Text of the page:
This is a sketch of a building on the corner of Queens’ Park Savannah and Dundonald St. in Port of Spain, Trinidad. It is currently a restaurant, not sure what it was before. Its characteristics are very Caribbean with roof, fretwork, and windows to name a few. I like the building. On the lower floor however, they have placed glass in the arches so that patrons get the sense of openness and views in a controlled environment. I wonder if this could have been dealt with differently, better… probably leaving the gallery open or treating the fenestration differently.
Yesterday I read ARCHITECTS’ DRAWINGS – A Selection of Sketches by World Famous Architects Through History by Kendra Schank Smith and found the following excerpt defining sketches very fitting. It says: “Historically, the act of sketching or drawing on paper involves line. At its most basic level, the production of line constitutes making marks with a pointed tool, initiated by movement and force. In reverse, eyes follow a line and with that action the ‘line’s potential to suggest motion is basic’ (Lauer, 1979). A line, or mark, made with the bodily action of the hands, demonstrates its ability to cause reflective action, as it attracts the human eye to follow it. This cognition spurs associative thoughts, as the line suggests new forms (Lauer, 1979). Much of the ‘motion’ of a sketch comes from the physical action of the hand; in this way, the tool becomes an extension of the body and reflects the human body.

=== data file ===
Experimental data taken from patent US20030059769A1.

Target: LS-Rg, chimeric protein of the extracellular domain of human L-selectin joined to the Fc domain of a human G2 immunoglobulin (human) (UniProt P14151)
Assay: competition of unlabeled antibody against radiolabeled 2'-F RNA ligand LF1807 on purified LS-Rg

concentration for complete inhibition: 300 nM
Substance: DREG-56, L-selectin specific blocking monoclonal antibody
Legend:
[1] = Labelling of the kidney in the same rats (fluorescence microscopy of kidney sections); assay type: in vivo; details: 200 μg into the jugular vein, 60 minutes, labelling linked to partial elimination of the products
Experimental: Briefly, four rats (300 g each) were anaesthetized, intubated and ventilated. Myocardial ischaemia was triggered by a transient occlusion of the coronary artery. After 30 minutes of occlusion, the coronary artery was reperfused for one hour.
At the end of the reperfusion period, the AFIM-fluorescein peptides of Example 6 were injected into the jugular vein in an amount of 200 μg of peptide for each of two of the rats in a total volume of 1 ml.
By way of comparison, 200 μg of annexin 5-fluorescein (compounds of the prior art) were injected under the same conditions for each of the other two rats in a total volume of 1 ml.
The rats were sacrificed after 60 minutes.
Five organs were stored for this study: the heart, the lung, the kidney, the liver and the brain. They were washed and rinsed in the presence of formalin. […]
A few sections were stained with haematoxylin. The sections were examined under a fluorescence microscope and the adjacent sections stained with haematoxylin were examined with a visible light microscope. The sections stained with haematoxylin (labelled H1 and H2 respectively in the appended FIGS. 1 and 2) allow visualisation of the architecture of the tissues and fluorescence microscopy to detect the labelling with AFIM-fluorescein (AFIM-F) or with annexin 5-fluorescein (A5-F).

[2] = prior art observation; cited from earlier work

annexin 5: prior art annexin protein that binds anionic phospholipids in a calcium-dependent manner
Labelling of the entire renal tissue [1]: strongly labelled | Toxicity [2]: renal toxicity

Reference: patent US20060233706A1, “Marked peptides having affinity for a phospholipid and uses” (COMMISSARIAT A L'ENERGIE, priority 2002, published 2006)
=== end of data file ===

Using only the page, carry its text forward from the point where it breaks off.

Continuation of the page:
Architects contain within themselves the experiences and faculties necessary to interact with this visual stimulus, because the act of sketching is in some ways dependent upon memory. Thoughts, images, and experiences – all part of the architect’s whole being – determine what the sketch will be. Body memory, interpretation, and even specific items that are retained in memory over other experiences, influence what the architect sketches… Both as a method for retaining information and thoughts, and as a medium for inspiration and transformation, sketches constitute a personal dialogue for each architect.”
I have always found sketching to be very personal… sharing myself with others. Kendra is correct about physical action being associated with a sketch…it can be very freeing, long strokes reaching forever, and therapeutic. It enables my eyes to “see” more, to see critically, remember details, know details, and think…incessantly. My hand is a brain, and the more I use it, and challenge it with exercises, the sharper they both become. Sketchcrawl is coming up again on July 23rd, I look forward to it, and I hope you join me too.
This work by Vernelle Noel is licensed under a Creative Commons Attribution-NonCommercial-NoDerivs 3.0 Unported License.